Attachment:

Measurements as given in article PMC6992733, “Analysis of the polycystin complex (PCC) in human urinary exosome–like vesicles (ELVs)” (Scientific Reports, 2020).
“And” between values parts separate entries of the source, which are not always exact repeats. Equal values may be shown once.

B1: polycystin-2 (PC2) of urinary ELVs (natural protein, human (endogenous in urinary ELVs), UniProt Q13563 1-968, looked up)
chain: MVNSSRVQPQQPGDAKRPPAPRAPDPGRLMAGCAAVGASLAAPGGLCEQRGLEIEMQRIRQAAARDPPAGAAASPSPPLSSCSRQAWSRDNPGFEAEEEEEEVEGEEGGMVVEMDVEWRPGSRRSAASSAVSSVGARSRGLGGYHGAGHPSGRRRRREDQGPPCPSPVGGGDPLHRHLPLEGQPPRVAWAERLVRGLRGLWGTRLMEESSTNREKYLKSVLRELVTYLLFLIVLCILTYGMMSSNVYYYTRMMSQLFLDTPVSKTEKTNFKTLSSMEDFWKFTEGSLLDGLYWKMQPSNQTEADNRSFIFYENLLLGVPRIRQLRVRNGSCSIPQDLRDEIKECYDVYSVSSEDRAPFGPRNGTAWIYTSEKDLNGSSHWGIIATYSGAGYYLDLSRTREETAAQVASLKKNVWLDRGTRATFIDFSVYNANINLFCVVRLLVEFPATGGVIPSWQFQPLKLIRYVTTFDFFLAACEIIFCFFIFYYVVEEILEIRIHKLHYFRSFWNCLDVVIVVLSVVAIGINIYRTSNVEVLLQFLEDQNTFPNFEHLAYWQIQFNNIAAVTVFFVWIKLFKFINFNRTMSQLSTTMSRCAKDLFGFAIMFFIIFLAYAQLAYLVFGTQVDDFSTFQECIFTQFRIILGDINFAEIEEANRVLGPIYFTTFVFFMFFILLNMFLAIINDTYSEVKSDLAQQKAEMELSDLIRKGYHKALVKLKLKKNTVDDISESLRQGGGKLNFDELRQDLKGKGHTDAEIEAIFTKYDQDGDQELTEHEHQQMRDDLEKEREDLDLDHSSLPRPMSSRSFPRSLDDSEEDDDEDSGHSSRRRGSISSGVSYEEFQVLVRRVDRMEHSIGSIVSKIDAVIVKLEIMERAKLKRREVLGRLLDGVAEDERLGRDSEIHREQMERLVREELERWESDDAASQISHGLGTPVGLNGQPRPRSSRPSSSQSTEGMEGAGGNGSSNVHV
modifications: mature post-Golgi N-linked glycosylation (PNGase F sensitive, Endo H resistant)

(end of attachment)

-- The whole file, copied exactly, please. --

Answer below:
Measurements as given in article PMC6992733, “Analysis of the polycystin complex (PCC) in human urinary exosome–like vesicles (ELVs)” (Scientific Reports, 2020).
“And” between values parts separate entries of the source, which are not always exact repeats. Equal values may be shown once.

B1: polycystin-2 (PC2) of urinary ELVs (natural protein, human (endogenous in urinary ELVs), UniProt Q13563 1-968, looked up)
chain: MVNSSRVQPQQPGDAKRPPAPRAPDPGRLMAGCAAVGASLAAPGGLCEQRGLEIEMQRIRQAAARDPPAGAAASPSPPLSSCSRQAWSRDNPGFEAEEEEEEVEGEEGGMVVEMDVEWRPGSRRSAASSAVSSVGARSRGLGGYHGAGHPSGRRRRREDQGPPCPSPVGGGDPLHRHLPLEGQPPRVAWAERLVRGLRGLWGTRLMEESSTNREKYLKSVLRELVTYLLFLIVLCILTYGMMSSNVYYYTRMMSQLFLDTPVSKTEKTNFKTLSSMEDFWKFTEGSLLDGLYWKMQPSNQTEADNRSFIFYENLLLGVPRIRQLRVRNGSCSIPQDLRDEIKECYDVYSVSSEDRAPFGPRNGTAWIYTSEKDLNGSSHWGIIATYSGAGYYLDLSRTREETAAQVASLKKNVWLDRGTRATFIDFSVYNANINLFCVVRLLVEFPATGGVIPSWQFQPLKLIRYVTTFDFFLAACEIIFCFFIFYYVVEEILEIRIHKLHYFRSFWNCLDVVIVVLSVVAIGINIYRTSNVEVLLQFLEDQNTFPNFEHLAYWQIQFNNIAAVTVFFVWIKLFKFINFNRTMSQLSTTMSRCAKDLFGFAIMFFIIFLAYAQLAYLVFGTQVDDFSTFQECIFTQFRIILGDINFAEIEEANRVLGPIYFTTFVFFMFFILLNMFLAIINDTYSEVKSDLAQQKAEMELSDLIRKGYHKALVKLKLKKNTVDDISESLRQGGGKLNFDELRQDLKGKGHTDAEIEAIFTKYDQDGDQELTEHEHQQMRDDLEKEREDLDLDHSSLPRPMSSRSFPRSLDDSEEDDDEDSGHSSRRRGSISSGVSYEEFQVLVRRVDRMEHSIGSIVSKIDAVIVKLEIMERAKLKRREVLGRLLDGVAEDERLGRDSEIHREQMERLVREELERWESDDAASQISHGLGTPVGLNGQPRPRSSRPSSSQSTEGMEGAGGNGSSNVHV
modifications: mature post-Golgi N-linked glycosylation (PNGase F sensitive, Endo H resistant)